25 Jan 2011
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United Kingdom

We are refurbing the family home, a 3 bed bungalow. New Kitchen, family bathroom and 1 enuites and new 4th bedroom.

We maybe planning on having Light Cream highly polished factory sealed porcelain 600 x 600 tiles installed in our new open plan kitchen with Devimat underfloor heating on top of a conctere floor. Approx area (17 sqm).

We were planning on having this in the loung and living room area (48sqm), and 2 ensuites and 1 family bathroom (17 sqm). Again concrete floors all round.

But would the cost of having all of the the above (82sqm) in the same underfloor heating be too expensive to run?

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It would depend on how it was installed, if you slap the mat straight on the concrete then you have to heat the slab which with a little wire heating system could take a month, you need to have the whole area perfectly flat and then install insulation boards onto the slab, lay the cable and preferabally bury it in self leveller and then tile over top, that would boost warm up time dramatically, shurely a pumped UFH system from the boiler would be a better solution, do you want this for primary heating or to just take the chill off of the tiles?

This would be to take chill of tiles.

We were considering wet UFH but as all the flooring is concrete, the cost of hacking out concrete and then installing would be too expensive.

If you only want to warm the tiles to a little over room temperature then there will not be a lot of heat lost to the air, so it would seem prudent to insulate under the tiles (between the concrete and the heating mat) as best you can afford and, of course, within floor height constraints. This should minimise running costs as once the floor is up to temperature, the thermostat will only have to kick in every once in a while to maintain the set floor temperature level.

The exact running costs are anyone's guess, as it will vary from system to system depending on how much time the heating is having to remain turned on in order to maintain your setpoint!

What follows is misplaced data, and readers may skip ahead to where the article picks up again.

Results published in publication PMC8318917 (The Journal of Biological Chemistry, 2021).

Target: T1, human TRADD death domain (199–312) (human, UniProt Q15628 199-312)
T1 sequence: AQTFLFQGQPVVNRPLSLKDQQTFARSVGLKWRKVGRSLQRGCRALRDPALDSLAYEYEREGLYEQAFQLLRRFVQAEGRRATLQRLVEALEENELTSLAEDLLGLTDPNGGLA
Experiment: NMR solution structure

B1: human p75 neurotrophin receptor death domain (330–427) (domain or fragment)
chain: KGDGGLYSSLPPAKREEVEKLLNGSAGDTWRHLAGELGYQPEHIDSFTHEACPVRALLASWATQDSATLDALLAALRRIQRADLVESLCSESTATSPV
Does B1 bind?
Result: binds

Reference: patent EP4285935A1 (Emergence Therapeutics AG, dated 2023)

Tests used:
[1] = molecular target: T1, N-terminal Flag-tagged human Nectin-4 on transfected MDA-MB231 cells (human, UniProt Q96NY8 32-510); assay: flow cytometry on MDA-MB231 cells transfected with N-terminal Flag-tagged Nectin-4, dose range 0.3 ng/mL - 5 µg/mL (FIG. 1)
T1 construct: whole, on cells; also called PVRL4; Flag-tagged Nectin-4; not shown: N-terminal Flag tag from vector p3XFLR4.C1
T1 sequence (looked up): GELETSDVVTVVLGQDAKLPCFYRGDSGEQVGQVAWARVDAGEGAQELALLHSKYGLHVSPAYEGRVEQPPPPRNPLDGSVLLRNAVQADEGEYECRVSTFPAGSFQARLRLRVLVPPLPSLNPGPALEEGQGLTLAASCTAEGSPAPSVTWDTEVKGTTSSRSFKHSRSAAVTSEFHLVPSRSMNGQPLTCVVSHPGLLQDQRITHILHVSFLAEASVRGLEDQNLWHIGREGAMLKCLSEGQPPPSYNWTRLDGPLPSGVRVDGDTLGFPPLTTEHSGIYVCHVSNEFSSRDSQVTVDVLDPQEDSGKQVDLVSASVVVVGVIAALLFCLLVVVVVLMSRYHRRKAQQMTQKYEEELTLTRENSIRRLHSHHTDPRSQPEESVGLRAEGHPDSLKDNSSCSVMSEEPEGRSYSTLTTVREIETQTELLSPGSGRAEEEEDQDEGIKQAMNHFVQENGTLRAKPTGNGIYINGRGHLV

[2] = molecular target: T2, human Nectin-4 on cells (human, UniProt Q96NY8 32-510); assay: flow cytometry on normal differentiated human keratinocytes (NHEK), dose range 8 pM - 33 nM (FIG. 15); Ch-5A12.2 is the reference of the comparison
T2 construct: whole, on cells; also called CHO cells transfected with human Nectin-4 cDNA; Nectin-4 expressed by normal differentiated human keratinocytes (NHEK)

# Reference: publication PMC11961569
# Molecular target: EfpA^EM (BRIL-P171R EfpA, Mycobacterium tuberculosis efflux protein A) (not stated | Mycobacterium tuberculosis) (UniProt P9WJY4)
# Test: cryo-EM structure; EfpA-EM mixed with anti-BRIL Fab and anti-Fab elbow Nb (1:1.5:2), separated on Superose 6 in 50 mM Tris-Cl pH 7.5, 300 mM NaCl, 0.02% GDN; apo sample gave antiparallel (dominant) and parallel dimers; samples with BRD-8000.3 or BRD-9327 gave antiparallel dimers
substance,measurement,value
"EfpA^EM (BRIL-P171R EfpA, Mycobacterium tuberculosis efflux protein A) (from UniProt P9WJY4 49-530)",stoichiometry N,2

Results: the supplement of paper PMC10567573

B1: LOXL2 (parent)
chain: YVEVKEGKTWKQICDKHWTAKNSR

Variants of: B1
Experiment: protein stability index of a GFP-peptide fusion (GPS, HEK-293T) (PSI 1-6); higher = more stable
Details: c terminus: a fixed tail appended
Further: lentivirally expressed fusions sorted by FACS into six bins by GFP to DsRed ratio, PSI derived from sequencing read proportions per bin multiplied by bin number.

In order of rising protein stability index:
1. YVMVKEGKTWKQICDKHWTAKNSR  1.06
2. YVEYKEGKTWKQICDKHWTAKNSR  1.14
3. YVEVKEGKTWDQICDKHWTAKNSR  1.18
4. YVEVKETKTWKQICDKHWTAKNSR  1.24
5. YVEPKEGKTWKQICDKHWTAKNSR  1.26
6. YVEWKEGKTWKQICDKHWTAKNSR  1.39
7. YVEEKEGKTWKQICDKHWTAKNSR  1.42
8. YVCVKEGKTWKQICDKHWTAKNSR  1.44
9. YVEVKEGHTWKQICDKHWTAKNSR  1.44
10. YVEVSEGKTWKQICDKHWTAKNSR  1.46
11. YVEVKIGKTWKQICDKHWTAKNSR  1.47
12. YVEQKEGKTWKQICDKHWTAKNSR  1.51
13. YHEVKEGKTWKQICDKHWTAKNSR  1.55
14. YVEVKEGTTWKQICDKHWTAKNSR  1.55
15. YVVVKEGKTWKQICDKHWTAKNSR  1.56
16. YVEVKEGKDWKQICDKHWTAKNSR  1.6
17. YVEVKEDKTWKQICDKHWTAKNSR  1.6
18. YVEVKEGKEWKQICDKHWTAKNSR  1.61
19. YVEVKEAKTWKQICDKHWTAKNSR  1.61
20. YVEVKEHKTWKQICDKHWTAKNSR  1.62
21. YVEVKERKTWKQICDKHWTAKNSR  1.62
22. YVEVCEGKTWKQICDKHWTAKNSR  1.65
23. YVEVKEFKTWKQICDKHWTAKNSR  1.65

Oh, and you don't have to "hack out concrete" for wet UFH. If you can handle an inch or two increase in floor height then all you need is to lay a new screed over the heating pipes.
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It varies on who I talk to re: Wet UFH.

What would be the minimum set up requirements for WET UFH for a concrete floor.

Insulation thickness, Pipe thickness?, Screed thickness?

On top of this would be laid tile adhesive and 10-12mm porcelain flooring and 15mm engineered wood flooring.
Insulation depends on what you decide to lay - Marmox boards, for example, are available down to 6mm I believe, although the thicker the boards, the greater the insulating properties. The pipe is likely to add another 15mm, more if you use a former to hold the pipe. Add at least 35mm on top of that again for the screed.
Insulation thickness,
The same as it would be for electric heating, and it's by far and away the largest component of the overall thickness.

Pipe thickness?,
Thicker than electric cables. Can you get microbore UFH?

Screed thickness?
The same as for electric? I don't know.

Cautionary tale.

On top of this would be laid tile adhesive and 10-12mm porcelain flooring and 15mm engineered wood flooring.
So that's the same as electric.

This would be to take chill of tiles.
So why put it under wood? Wood is not chilly.

But this is a better, much cheaper and much more environmentally sound way to take the chill off of tiles.

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